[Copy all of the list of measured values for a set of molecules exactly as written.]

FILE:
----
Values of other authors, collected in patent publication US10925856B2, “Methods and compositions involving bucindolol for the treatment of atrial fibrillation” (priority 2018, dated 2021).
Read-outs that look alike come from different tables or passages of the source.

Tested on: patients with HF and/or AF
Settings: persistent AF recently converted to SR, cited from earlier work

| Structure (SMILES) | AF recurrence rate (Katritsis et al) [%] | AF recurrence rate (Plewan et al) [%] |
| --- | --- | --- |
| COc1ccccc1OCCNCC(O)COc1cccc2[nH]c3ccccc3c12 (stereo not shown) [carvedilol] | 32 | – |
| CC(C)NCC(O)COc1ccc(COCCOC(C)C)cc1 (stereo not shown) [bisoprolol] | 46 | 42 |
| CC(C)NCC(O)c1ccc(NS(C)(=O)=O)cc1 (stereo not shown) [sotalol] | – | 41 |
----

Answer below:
Values of other authors, collected in patent publication US10925856B2, “Methods and compositions involving bucindolol for the treatment of atrial fibrillation” (priority 2018, dated 2021).
Read-outs that look alike come from different tables or passages of the source.

Tested on: patients with HF and/or AF
Settings: persistent AF recently converted to SR, cited from earlier work

| Structure (SMILES) | AF recurrence rate (Katritsis et al) [%] | AF recurrence rate (Plewan et al) [%] |
| --- | --- | --- |
| COc1ccccc1OCCNCC(O)COc1cccc2[nH]c3ccccc3c12 (stereo not shown) [carvedilol] | 32 | – |
| CC(C)NCC(O)COc1ccc(COCCOC(C)C)cc1 (stereo not shown) [bisoprolol] | 46 | 42 |
| CC(C)NCC(O)c1ccc(NS(C)(=O)=O)cc1 (stereo not shown) [sotalol] | – | 41 |